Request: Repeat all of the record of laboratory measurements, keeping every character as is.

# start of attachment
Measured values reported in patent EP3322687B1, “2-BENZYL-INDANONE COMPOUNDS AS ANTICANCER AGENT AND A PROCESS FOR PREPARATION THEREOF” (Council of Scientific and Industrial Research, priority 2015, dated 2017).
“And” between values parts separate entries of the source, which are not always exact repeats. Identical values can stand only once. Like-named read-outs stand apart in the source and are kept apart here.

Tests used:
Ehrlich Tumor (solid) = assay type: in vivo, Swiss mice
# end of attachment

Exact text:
Measured values reported in patent EP3322687B1, “2-BENZYL-INDANONE COMPOUNDS AS ANTICANCER AGENT AND A PROCESS FOR PREPARATION THEREOF” (Council of Scientific and Industrial Research, priority 2015, dated 2017).
“And” between values parts separate entries of the source, which are not always exact repeats. Identical values can stand only once. Like-named read-outs stand apart in the source and are kept apart here.

Tests used:
Ehrlich Tumor (solid) = assay type: in vivo, Swiss mice